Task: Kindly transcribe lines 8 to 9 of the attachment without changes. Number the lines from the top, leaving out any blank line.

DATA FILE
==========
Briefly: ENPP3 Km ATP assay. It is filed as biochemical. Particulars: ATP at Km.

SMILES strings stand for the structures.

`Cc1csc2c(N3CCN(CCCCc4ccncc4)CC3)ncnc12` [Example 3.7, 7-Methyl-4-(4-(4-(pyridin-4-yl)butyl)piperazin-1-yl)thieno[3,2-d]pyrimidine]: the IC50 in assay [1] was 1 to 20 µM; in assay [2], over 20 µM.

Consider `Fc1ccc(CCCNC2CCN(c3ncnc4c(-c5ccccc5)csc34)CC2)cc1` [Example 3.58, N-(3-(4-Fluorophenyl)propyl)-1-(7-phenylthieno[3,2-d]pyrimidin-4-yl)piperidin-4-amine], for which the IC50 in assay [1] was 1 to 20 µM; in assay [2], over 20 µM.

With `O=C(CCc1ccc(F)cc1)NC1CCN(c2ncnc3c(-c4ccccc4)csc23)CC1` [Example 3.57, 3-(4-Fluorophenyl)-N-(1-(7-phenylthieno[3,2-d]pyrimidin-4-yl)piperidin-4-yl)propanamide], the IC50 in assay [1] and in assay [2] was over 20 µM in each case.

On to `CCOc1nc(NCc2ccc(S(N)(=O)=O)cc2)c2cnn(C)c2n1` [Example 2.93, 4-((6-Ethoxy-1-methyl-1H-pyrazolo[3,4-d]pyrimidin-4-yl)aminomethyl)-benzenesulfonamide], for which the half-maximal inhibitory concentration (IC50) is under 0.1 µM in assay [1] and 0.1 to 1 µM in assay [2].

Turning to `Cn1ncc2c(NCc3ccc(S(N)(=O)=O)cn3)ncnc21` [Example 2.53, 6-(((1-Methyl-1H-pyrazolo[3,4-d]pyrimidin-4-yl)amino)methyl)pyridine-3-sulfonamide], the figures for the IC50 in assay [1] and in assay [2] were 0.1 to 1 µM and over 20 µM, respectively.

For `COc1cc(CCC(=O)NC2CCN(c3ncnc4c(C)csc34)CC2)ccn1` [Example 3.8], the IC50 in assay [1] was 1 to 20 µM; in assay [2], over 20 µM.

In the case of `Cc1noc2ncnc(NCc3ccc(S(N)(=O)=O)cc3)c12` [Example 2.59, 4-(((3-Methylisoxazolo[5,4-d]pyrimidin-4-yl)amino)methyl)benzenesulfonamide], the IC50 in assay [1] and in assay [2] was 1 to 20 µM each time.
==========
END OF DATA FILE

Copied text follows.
For `COc1cc(CCC(=O)NC2CCN(c3ncnc4c(C)csc34)CC2)ccn1` [Example 3.8], the IC50 in assay [1] was 1 to 20 µM; in assay [2], over 20 µM.

In the case of `Cc1noc2ncnc(NCc3ccc(S(N)(=O)=O)cc3)c12` [Example 2.59, 4-(((3-Methylisoxazolo[5,4-d]pyrimidin-4-yl)amino)methyl)benzenesulfonamide], the IC50 in assay [1] and in assay [2] was 1 to 20 µM each time.